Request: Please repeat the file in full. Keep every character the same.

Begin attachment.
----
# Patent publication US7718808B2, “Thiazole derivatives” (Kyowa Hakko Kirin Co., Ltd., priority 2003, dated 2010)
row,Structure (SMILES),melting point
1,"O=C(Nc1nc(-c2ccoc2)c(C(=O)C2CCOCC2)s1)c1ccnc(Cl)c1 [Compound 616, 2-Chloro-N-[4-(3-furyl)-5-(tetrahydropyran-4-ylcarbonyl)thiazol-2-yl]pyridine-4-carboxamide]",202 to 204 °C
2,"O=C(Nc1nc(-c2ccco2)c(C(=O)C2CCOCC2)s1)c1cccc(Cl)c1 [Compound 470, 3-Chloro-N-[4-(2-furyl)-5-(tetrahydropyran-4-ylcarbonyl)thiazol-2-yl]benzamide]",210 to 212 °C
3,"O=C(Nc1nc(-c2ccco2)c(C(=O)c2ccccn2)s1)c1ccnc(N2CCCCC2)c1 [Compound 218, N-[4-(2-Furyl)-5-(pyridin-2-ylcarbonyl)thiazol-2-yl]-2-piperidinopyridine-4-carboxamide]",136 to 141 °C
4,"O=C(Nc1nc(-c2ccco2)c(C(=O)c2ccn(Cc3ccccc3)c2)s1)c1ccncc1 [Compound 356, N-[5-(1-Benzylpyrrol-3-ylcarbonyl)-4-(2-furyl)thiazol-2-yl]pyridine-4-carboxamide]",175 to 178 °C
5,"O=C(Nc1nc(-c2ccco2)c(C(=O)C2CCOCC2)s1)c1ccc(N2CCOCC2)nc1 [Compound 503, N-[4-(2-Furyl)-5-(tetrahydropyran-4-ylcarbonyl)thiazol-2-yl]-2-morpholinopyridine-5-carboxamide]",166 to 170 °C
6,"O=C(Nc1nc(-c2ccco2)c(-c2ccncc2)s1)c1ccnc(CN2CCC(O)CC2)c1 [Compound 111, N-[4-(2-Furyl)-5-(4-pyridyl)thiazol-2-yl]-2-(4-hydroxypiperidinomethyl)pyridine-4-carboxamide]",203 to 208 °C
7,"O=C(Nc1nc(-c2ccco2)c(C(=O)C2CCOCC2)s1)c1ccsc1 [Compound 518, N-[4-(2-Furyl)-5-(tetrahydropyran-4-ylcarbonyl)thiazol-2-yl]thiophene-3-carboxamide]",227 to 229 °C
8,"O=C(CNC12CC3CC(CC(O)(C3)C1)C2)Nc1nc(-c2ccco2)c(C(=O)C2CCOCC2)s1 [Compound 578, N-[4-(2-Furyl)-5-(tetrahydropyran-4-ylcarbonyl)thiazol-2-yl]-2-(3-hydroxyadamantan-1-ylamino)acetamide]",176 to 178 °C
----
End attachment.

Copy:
# Patent publication US7718808B2, “Thiazole derivatives” (Kyowa Hakko Kirin Co., Ltd., priority 2003, dated 2010)
row,Structure (SMILES),melting point
1,"O=C(Nc1nc(-c2ccoc2)c(C(=O)C2CCOCC2)s1)c1ccnc(Cl)c1 [Compound 616, 2-Chloro-N-[4-(3-furyl)-5-(tetrahydropyran-4-ylcarbonyl)thiazol-2-yl]pyridine-4-carboxamide]",202 to 204 °C
2,"O=C(Nc1nc(-c2ccco2)c(C(=O)C2CCOCC2)s1)c1cccc(Cl)c1 [Compound 470, 3-Chloro-N-[4-(2-furyl)-5-(tetrahydropyran-4-ylcarbonyl)thiazol-2-yl]benzamide]",210 to 212 °C
3,"O=C(Nc1nc(-c2ccco2)c(C(=O)c2ccccn2)s1)c1ccnc(N2CCCCC2)c1 [Compound 218, N-[4-(2-Furyl)-5-(pyridin-2-ylcarbonyl)thiazol-2-yl]-2-piperidinopyridine-4-carboxamide]",136 to 141 °C
4,"O=C(Nc1nc(-c2ccco2)c(C(=O)c2ccn(Cc3ccccc3)c2)s1)c1ccncc1 [Compound 356, N-[5-(1-Benzylpyrrol-3-ylcarbonyl)-4-(2-furyl)thiazol-2-yl]pyridine-4-carboxamide]",175 to 178 °C
5,"O=C(Nc1nc(-c2ccco2)c(C(=O)C2CCOCC2)s1)c1ccc(N2CCOCC2)nc1 [Compound 503, N-[4-(2-Furyl)-5-(tetrahydropyran-4-ylcarbonyl)thiazol-2-yl]-2-morpholinopyridine-5-carboxamide]",166 to 170 °C
6,"O=C(Nc1nc(-c2ccco2)c(-c2ccncc2)s1)c1ccnc(CN2CCC(O)CC2)c1 [Compound 111, N-[4-(2-Furyl)-5-(4-pyridyl)thiazol-2-yl]-2-(4-hydroxypiperidinomethyl)pyridine-4-carboxamide]",203 to 208 °C
7,"O=C(Nc1nc(-c2ccco2)c(C(=O)C2CCOCC2)s1)c1ccsc1 [Compound 518, N-[4-(2-Furyl)-5-(tetrahydropyran-4-ylcarbonyl)thiazol-2-yl]thiophene-3-carboxamide]",227 to 229 °C
8,"O=C(CNC12CC3CC(CC(O)(C3)C1)C2)Nc1nc(-c2ccco2)c(C(=O)C2CCOCC2)s1 [Compound 578, N-[4-(2-Furyl)-5-(tetrahydropyran-4-ylcarbonyl)thiazol-2-yl]-2-(3-hydroxyadamantan-1-ylamino)acetamide]",176 to 178 °C